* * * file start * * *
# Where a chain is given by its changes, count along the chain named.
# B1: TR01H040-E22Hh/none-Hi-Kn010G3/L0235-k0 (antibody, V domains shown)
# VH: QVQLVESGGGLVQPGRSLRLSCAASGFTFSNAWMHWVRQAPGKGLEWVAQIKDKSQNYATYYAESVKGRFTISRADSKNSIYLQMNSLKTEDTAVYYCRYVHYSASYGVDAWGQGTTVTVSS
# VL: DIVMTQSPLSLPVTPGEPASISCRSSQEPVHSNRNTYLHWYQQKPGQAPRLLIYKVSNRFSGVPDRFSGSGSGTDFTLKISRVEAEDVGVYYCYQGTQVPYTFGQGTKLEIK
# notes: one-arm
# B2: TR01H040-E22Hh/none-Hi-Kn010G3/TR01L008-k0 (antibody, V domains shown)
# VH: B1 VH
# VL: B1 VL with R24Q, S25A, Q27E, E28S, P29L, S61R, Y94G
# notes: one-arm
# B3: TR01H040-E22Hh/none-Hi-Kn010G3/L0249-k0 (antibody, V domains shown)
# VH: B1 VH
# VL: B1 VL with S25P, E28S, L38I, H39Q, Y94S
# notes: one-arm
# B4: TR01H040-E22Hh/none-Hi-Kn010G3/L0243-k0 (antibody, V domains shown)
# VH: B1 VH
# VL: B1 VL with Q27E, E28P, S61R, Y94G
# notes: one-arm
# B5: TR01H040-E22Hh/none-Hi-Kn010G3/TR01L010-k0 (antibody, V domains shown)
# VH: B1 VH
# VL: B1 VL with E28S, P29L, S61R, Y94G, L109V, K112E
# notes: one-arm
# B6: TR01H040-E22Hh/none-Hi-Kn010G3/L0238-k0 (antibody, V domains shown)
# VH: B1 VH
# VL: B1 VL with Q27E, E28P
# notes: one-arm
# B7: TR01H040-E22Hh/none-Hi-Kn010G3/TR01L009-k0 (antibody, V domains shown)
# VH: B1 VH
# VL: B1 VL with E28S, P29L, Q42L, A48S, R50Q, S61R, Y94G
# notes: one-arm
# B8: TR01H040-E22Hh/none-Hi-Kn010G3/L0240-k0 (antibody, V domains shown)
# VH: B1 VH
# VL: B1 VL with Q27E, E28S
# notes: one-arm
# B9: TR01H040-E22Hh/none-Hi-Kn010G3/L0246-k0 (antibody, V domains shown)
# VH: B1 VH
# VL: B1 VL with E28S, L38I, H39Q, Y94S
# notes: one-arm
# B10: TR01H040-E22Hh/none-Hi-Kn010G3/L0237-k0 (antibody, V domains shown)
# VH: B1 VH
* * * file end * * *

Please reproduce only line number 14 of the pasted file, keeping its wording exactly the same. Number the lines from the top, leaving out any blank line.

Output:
# B4: TR01H040-E22Hh/none-Hi-Kn010G3/L0243-k0 (antibody, V domains shown)